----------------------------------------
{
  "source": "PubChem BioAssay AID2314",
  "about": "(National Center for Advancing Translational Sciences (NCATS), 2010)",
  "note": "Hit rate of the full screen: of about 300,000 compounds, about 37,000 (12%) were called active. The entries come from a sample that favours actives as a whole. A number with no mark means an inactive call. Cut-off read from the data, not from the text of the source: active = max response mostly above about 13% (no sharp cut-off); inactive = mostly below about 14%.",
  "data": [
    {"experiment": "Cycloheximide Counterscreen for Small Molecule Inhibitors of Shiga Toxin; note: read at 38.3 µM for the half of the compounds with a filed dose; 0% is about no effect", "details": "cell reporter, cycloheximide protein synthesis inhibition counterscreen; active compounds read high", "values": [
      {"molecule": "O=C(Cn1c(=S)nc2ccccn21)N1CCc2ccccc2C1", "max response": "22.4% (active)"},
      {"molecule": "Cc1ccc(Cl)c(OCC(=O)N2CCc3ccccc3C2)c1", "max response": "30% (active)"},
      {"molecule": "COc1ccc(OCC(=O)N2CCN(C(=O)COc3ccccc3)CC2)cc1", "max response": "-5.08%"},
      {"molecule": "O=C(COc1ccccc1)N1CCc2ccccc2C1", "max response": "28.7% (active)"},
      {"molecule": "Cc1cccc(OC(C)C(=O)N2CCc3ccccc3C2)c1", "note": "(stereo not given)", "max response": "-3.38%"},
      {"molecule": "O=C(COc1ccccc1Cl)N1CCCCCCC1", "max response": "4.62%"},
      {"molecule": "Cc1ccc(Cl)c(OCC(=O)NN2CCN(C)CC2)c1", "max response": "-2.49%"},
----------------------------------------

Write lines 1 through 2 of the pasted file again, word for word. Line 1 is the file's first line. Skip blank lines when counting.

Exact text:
{
  "source": "PubChem BioAssay AID2314",